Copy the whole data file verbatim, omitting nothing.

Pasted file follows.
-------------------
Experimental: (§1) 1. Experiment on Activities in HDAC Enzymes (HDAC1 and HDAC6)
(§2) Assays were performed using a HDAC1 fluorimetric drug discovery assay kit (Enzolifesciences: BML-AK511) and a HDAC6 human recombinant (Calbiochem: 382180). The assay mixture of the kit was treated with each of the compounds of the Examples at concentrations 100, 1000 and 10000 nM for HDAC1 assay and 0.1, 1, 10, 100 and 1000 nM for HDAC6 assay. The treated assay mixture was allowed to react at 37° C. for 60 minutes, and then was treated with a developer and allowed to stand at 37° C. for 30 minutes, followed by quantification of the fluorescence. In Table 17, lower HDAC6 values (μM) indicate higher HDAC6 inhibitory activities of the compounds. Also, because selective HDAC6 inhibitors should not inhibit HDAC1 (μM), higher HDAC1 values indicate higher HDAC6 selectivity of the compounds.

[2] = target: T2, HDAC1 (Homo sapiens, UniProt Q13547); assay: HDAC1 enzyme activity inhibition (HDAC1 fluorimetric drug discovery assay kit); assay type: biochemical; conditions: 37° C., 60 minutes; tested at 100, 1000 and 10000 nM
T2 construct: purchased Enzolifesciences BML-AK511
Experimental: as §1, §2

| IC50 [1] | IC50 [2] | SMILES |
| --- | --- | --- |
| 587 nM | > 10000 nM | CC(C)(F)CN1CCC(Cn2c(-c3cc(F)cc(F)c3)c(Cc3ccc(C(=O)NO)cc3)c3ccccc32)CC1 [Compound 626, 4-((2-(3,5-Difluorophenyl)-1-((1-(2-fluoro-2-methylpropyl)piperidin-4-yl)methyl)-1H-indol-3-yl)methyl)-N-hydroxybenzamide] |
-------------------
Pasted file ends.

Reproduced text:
Experimental: (§1) 1. Experiment on Activities in HDAC Enzymes (HDAC1 and HDAC6)
(§2) Assays were performed using a HDAC1 fluorimetric drug discovery assay kit (Enzolifesciences: BML-AK511) and a HDAC6 human recombinant (Calbiochem: 382180). The assay mixture of the kit was treated with each of the compounds of the Examples at concentrations 100, 1000 and 10000 nM for HDAC1 assay and 0.1, 1, 10, 100 and 1000 nM for HDAC6 assay. The treated assay mixture was allowed to react at 37° C. for 60 minutes, and then was treated with a developer and allowed to stand at 37° C. for 30 minutes, followed by quantification of the fluorescence. In Table 17, lower HDAC6 values (μM) indicate higher HDAC6 inhibitory activities of the compounds. Also, because selective HDAC6 inhibitors should not inhibit HDAC1 (μM), higher HDAC1 values indicate higher HDAC6 selectivity of the compounds.

[2] = target: T2, HDAC1 (Homo sapiens, UniProt Q13547); assay: HDAC1 enzyme activity inhibition (HDAC1 fluorimetric drug discovery assay kit); assay type: biochemical; conditions: 37° C., 60 minutes; tested at 100, 1000 and 10000 nM
T2 construct: purchased Enzolifesciences BML-AK511
Experimental: as §1, §2

| IC50 [1] | IC50 [2] | SMILES |
| --- | --- | --- |
| 587 nM | > 10000 nM | CC(C)(F)CN1CCC(Cn2c(-c3cc(F)cc(F)c3)c(Cc3ccc(C(=O)NO)cc3)c3ccccc32)CC1 [Compound 626, 4-((2-(3,5-Difluorophenyl)-1-((1-(2-fluoro-2-methylpropyl)piperidin-4-yl)methyl)-1H-indol-3-yl)methyl)-N-hydroxybenzamide] |